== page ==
Peppers’ up-and-down career, marked by periods of brilliance and games where he disappeared, makes him a hard player to evaluate on the open market.
“I wouldn’t touch him, for that money and what he gives you,” an
ex-Panthers personnel man told the Boston Globe.
“He could end up costing some personnel guy his job,” an AFC scout
said. “I’m terrified of him. In
my heart of hearts, I believe that if you pay this guy, I don’t think
you’ll see a double-digit sack [season] again the rest of his career.”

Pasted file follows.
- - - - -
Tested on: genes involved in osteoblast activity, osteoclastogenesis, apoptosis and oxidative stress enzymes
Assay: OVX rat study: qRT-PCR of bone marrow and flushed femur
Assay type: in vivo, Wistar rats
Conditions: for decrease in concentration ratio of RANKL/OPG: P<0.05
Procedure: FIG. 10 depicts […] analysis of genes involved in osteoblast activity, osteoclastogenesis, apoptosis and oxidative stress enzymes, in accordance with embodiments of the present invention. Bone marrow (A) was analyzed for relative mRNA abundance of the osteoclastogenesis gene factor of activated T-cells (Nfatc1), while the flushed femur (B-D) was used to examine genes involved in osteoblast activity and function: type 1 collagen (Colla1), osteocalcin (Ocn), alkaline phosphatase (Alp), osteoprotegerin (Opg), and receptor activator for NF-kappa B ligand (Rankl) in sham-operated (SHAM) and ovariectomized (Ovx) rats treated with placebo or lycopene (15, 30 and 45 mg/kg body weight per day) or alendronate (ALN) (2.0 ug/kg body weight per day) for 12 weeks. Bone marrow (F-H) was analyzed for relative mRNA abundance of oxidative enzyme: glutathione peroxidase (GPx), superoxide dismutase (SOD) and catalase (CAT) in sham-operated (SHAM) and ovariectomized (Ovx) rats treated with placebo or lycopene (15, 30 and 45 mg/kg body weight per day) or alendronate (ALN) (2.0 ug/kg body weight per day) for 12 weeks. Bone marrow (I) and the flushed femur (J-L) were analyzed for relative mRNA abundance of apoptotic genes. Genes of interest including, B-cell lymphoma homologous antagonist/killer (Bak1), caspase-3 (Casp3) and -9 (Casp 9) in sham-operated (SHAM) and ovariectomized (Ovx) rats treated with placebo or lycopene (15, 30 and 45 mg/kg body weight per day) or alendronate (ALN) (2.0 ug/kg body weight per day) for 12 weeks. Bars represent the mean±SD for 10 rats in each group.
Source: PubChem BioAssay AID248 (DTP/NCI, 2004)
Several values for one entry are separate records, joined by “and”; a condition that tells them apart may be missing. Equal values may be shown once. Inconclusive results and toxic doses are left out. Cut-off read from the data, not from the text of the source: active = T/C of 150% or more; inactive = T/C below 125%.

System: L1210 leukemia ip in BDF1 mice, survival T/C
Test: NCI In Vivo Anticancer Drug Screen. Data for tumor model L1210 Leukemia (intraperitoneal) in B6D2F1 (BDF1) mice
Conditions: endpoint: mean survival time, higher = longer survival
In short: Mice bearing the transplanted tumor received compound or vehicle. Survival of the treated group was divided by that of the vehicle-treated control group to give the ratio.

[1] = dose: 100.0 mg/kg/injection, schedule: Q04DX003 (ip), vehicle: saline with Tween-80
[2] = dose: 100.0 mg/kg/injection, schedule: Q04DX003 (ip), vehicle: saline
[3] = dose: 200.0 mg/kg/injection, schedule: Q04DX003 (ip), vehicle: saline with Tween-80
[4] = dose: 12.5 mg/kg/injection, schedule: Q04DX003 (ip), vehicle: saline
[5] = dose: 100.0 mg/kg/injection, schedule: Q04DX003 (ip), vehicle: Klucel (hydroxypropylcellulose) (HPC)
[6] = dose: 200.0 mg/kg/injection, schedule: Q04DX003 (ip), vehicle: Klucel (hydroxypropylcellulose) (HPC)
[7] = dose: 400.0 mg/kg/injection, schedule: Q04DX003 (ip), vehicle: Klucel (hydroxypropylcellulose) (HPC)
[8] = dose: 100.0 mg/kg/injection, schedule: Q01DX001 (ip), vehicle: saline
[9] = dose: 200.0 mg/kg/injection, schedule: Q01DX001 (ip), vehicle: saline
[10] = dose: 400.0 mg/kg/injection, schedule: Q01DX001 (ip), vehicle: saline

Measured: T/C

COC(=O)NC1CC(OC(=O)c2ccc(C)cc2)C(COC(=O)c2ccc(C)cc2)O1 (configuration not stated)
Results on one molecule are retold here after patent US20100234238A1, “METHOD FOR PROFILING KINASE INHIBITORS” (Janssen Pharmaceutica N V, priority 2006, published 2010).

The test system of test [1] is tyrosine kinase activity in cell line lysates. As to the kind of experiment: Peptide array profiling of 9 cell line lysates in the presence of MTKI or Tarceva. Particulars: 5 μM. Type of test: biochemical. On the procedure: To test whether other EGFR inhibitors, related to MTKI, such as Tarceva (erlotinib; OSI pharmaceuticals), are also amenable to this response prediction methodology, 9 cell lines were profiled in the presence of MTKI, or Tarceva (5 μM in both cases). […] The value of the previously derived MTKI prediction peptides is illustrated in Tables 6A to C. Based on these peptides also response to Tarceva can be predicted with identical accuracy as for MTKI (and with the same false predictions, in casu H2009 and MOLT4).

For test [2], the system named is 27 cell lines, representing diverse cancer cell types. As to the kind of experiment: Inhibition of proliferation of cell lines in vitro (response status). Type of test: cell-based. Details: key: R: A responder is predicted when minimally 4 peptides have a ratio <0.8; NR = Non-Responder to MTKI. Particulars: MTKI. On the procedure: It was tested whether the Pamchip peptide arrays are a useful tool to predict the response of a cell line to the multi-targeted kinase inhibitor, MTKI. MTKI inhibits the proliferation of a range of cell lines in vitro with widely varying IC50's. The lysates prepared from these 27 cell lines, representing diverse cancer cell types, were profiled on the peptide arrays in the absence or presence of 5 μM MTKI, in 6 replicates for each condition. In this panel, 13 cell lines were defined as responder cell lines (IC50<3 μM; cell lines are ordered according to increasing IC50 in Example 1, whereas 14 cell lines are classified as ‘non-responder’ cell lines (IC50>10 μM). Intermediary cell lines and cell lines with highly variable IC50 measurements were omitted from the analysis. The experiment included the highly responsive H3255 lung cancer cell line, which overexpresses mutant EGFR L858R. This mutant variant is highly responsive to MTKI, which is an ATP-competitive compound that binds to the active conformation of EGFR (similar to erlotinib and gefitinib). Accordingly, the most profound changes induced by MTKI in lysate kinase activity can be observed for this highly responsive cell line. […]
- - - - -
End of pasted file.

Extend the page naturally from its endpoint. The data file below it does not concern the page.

SI’s Ross Tucker, who played against Peppers, also wrote a column this week questioning Peppers’ work ethic. Even ex-teammates like Brentson Buckner are quoted by the Globe’s Albert Breer marveling at his skill, but wondering about his love for football.
Peppers’ superhuman talent and strong finish to the season will make him a very rich man. He absolutely destroyed the Vikings and the Giants in Panthers victories.
But Julius Peppers is not Reggie White and the league knows it. We’ll see if anyone — like Dan Snyder — pays Peppers like a transformational player anyway.